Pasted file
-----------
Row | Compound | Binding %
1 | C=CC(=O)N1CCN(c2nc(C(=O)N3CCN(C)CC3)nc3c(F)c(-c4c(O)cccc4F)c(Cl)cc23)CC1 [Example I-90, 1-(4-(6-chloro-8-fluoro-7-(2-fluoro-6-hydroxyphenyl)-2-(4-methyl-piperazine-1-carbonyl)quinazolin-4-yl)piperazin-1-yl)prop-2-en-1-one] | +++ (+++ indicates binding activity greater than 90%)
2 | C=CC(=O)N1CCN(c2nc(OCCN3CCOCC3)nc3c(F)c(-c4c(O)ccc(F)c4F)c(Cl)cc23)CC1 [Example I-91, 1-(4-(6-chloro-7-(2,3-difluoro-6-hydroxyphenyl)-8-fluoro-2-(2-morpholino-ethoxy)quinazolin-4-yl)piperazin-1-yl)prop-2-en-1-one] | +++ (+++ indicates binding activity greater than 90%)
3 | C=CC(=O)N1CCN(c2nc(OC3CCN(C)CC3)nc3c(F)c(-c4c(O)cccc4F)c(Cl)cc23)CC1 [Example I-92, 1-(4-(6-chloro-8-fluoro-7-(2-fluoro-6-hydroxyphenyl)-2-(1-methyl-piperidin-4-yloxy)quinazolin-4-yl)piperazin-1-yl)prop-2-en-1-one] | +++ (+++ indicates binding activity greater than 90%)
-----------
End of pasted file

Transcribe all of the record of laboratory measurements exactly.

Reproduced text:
Row | Compound | Binding %
1 | C=CC(=O)N1CCN(c2nc(C(=O)N3CCN(C)CC3)nc3c(F)c(-c4c(O)cccc4F)c(Cl)cc23)CC1 [Example I-90, 1-(4-(6-chloro-8-fluoro-7-(2-fluoro-6-hydroxyphenyl)-2-(4-methyl-piperazine-1-carbonyl)quinazolin-4-yl)piperazin-1-yl)prop-2-en-1-one] | +++ (+++ indicates binding activity greater than 90%)
2 | C=CC(=O)N1CCN(c2nc(OCCN3CCOCC3)nc3c(F)c(-c4c(O)ccc(F)c4F)c(Cl)cc23)CC1 [Example I-91, 1-(4-(6-chloro-7-(2,3-difluoro-6-hydroxyphenyl)-8-fluoro-2-(2-morpholino-ethoxy)quinazolin-4-yl)piperazin-1-yl)prop-2-en-1-one] | +++ (+++ indicates binding activity greater than 90%)
3 | C=CC(=O)N1CCN(c2nc(OC3CCN(C)CC3)nc3c(F)c(-c4c(O)cccc4F)c(Cl)cc23)CC1 [Example I-92, 1-(4-(6-chloro-8-fluoro-7-(2-fluoro-6-hydroxyphenyl)-2-(1-methyl-piperidin-4-yloxy)quinazolin-4-yl)piperazin-1-yl)prop-2-en-1-one] | +++ (+++ indicates binding activity greater than 90%)